Ironically, Andrews soon “became great friends” with Hepburn, whom Edwards had directed in Breakfast at Tiffany’s. “We often would meet at the house in Switzerland when she’d be in town — she lived just outside, a little bit down the hill from us,” Andrews says. One day, she recalls, Hepburn addressed the elephant in the room. “She said to me, ‘You should have done My Fair Lady, Julie — but I didn’t have the guts to turn it down.’ Which was very sweet. Classy dame.”
In more recent years, Andrews’ unhappy childhood and lost role-of-a-lifetime have haunted her far less than a June 1997 medical procedure that has had devastating implications: It robbed her of her singing voice. “I won’t go into it because I can’t,” she says, referring to the legal settlement that she reached with the surgeon responsible for her troubles — but she then shed more light than ever before on what happened and how it has affected her.
In 1995, Andrews had agreed to star on Broadway in Edwards’ stage adaptation of Victor/Victoria. Her initial commitment was to do it for nine months to a year, but at the end of that period the show still hadn’t recouped its investment, so she was asked to stay on — and did so, ending her run after a total of 20 months. “After I came out of Victor/Victoria,” she says, “Blake and our producer asked me if I would go on the road with it to ‘finish the job,’ and I said, ‘I can’t.’ Then they asked me again. Then they asked me again. And finally, with great regret, I thought, ‘Well, I guess we are a team,’ and I said I would.”
But she first had to address an issue with her vocal cords. “I had gotten a small weak spot — I never got a nodule or anything like that, but it would occasionally swell up with a little fluid and things,” she says quietly. “Toward the end of that 20 months, I was vocally tired, and [my throat specialist at the time] said, ‘You’ve got something there.’ He said it was a cyst, like a blister on your heel that’s filled with liquid. It wasn’t painful. He said, ‘If I don’t make you right, you will not survive on the road.’ And I knew it was wrong to do it — I didn’t respect my own voice enough — and I said yes. And then it went downhill from there, believe me.”
It was supposed to be a simple procedure. “I thought in two weeks I’d be strong and safe and could do what I was asked to do,” Andrews says. “‘In two weeks you’ll be singing better than you’ve ever sung in your life,’ [she was told]. And about a year to 18 months later I thought, ‘Hello, I’m in big trouble.'” She had lost almost all of her vocal range — and it wasn’t coming back. Edwards said at the time, “If you heard it, you’d weep.” Andrews says now, “It was like chalk on a blackboard. That’s the way it sounded. It still would today — although, by a miracle, I have about six deep bass notes that are still intact.” She clarifies, though, “I certainly can’t sing. It’s still chalk on a blackboard if I use my range. No way.”
Some time passed before Andrews accepted what had happened. “I was in denial for a while,” she says, and when reality finally began to sink in, “It was devastating. A loss of myself. And I had to finally come to the conclusion that it wasn’t only that that I was made of. I mean, I thought my voice was my stock-in-trade, my talent, my soul.” Over the ensuing 18 years, though, she has come to realize that is not the case. “I’m over it, really. I always will regret the operation. I wish I’d been strong enough to say no. But I have to forgive myself for doing it because I felt such an obligation to have it done.” These days, she says, she even gets “rueful pleasure” out of singing to herself at home.
(She hastens to add, “There is one thing I should say and it’s important: Young Broadway singers and anybody who is an orator of any kind — lawyers who have to speak in court or pastors or anyone who has a lot of stress on their vocal cords: You should do the maintenance. You should do whatever it takes to feel fresh and good. What I’m talking about shouldn’t turn people away from being vigilant about their voices. They’re precious and they should be maintained and cared for by good doctors. I believe that now completely.”)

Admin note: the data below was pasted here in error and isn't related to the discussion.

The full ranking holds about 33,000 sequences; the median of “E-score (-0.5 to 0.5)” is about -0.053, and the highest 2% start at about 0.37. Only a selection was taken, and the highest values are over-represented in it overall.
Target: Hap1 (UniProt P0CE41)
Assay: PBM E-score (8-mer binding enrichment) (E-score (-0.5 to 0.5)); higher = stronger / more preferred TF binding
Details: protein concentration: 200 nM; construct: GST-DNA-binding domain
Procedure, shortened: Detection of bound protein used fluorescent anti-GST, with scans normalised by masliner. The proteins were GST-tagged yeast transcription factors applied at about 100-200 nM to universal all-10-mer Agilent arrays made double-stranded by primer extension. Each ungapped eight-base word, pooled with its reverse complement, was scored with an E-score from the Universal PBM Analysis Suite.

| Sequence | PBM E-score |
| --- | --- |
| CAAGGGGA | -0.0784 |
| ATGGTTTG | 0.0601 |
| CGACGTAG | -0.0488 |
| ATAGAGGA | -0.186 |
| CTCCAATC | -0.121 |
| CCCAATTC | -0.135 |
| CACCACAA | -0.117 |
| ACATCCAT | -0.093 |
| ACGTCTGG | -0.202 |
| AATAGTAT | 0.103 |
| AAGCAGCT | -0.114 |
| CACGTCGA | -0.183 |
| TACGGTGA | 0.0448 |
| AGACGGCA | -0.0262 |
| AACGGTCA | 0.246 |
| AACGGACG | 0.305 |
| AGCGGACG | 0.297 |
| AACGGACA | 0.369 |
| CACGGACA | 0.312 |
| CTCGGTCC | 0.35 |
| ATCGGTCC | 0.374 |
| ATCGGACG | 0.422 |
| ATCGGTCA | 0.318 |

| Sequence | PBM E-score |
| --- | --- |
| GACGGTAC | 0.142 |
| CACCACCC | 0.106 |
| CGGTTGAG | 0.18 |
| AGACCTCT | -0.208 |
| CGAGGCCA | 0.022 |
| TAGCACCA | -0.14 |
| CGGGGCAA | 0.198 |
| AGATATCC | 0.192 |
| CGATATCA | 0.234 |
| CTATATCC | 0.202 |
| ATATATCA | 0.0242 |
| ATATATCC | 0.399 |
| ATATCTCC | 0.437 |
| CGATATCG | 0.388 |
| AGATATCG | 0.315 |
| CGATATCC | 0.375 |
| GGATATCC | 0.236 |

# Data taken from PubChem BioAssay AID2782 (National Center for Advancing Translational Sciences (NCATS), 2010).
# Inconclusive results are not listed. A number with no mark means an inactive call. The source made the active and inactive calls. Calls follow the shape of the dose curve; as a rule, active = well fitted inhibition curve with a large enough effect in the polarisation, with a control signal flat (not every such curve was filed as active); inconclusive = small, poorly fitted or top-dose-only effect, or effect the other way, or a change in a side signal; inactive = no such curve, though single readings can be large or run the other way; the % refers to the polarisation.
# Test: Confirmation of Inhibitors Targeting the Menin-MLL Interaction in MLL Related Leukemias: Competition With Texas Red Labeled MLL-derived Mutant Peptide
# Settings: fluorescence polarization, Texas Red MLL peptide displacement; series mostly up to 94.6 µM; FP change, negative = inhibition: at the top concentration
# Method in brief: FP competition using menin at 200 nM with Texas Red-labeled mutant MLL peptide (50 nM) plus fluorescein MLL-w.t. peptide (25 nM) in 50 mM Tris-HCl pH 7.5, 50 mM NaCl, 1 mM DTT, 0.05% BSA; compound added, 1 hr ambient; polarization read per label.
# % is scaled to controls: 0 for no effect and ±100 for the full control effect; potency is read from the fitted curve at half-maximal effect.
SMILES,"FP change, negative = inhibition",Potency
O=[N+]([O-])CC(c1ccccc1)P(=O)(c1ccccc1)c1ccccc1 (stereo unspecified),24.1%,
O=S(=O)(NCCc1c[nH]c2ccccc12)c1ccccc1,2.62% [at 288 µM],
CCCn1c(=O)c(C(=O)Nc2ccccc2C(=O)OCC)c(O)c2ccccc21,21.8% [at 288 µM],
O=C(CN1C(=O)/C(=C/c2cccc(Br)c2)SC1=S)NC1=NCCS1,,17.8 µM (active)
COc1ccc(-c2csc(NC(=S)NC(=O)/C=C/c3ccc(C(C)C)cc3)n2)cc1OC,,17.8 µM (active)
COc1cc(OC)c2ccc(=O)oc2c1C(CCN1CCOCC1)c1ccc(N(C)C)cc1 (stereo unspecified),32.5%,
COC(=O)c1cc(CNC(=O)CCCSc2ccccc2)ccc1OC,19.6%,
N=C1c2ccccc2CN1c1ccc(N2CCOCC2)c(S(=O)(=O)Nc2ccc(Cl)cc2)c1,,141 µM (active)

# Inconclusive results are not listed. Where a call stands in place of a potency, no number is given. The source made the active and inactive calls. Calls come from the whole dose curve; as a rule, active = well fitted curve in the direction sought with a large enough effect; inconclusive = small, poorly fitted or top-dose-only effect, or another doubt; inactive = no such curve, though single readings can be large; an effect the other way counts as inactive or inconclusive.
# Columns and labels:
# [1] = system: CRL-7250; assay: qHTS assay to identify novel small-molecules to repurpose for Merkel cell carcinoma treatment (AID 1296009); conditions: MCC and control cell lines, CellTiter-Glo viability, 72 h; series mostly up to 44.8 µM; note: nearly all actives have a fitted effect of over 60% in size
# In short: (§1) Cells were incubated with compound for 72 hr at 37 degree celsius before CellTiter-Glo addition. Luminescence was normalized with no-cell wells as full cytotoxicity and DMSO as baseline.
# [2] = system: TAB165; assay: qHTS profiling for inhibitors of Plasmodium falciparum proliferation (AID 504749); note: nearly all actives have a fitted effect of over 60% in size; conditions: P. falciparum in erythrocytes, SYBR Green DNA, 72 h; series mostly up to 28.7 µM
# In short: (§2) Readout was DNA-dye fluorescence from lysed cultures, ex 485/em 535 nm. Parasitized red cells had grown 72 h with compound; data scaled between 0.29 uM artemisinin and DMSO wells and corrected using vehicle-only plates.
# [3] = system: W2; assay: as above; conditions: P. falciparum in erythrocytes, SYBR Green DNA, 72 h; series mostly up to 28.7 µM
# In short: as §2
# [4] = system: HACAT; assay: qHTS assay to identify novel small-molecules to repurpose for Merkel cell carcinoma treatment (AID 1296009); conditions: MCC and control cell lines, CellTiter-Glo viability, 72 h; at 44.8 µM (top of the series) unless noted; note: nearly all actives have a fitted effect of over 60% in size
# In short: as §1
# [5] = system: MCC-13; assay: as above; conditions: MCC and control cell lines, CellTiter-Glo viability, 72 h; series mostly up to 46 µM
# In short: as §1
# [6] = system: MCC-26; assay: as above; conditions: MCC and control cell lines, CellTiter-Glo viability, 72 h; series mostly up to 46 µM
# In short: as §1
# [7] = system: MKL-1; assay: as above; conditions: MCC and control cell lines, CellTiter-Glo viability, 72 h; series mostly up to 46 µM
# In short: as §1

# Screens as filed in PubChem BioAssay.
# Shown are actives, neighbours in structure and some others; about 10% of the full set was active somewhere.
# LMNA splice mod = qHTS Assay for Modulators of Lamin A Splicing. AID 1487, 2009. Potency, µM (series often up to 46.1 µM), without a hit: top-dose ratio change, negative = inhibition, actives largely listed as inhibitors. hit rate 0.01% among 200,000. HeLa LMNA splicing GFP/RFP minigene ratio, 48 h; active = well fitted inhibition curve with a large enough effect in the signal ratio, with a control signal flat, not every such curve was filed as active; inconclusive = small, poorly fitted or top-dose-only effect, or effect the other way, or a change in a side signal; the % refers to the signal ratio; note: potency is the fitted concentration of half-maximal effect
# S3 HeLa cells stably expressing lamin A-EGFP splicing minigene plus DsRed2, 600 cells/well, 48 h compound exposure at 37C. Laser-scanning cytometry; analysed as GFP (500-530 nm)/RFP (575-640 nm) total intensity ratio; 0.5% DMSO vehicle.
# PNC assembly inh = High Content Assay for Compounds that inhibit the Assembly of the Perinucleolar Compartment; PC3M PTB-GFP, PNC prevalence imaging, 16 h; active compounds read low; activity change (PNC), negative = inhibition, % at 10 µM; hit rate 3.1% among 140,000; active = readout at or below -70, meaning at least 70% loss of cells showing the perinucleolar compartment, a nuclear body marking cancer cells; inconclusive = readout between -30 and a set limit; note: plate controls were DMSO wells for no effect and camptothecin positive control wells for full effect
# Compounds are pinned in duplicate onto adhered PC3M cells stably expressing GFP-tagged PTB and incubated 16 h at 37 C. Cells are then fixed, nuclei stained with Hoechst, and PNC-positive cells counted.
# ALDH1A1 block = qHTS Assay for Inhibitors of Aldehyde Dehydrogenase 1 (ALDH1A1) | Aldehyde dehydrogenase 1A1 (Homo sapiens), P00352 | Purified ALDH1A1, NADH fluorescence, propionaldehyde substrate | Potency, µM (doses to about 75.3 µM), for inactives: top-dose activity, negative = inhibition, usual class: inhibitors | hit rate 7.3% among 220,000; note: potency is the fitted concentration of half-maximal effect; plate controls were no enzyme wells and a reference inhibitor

If there is one lesson in Andrews’ life that has always held true, it is that you can throw troubles at her, but you can’t keep her down. “I can’t not work,” she says, “so we [she and her firstborn, Emma Walton Hamilton] started our little publishing company, quite by accident, and it gave me something to do. I was bemoaning my fate to her one day and saying, ‘You have no idea what [losing my voice] is like.’ And she said, ‘Oh, Mom, I know it must be terrible — but now you’ve found a different way of using your voice.’ What she said hit true right when it mattered, and I felt this great sort of weight drop away, and then I was able to begin recovery.”
She and Emma began churning out children’s books, one of which — The Great American Mousical, about a mouse that lives underneath a Broadway theater — she is now working to bring to Broadway. She also appeared in a number of non-singing roles that endeared her to a whole new generation, especially the Princess Diaries and Shrek films. And other appealing offers kept coming in. Regrettably, she had to turn down several plum parts because of Edwards’ failing health and/or her own sporadic ankle troubles, including one in a film that ended up receiving a best picture Oscar nomination in 2014.
In 2010, after 41 years of marriage, Edwards — “the man who made me laugh the most in my life” — died of pneumonia at the age of 88. It was a painful but not unexpected loss, and she has done her best to carry on, as she knows he wanted her to do. “Grief is strange,” she remarks. “It occasionally comes up and catches you unawares and hits you in the solar plexus or whatever.” Retirement, however, has never crossed her mind. “I’ve been working all my life,” she says, adding, “I wouldn’t know how not to.”
A half-century after the moviegoing public fell in love with Andrews, the affair continues. That was clear at the Feb. 22 Academy Awards when Lady Gaga performed a three-song tribute to Sound of Music. At its conclusion, a radiant Andrews emerged from the wings to the loudest and longest standing ovation of the night.
Why does she engender such a response? Perhaps it’s because she represents a connection to a different and, many would argue, better time in Hollywood’s history — and in our own. On top of her tremendous talent, she seems to be as good as we once were and as good as we wish we could still be. And, though she’s been bruised, she’s still standing.
“With luck, if I do my job well enough, I can make people forget for three hours, in a movie or a show, that there’s a tax man or that the kids have the measles or whatever it is,” she says. “I’m a very, very lucky lady. Really.”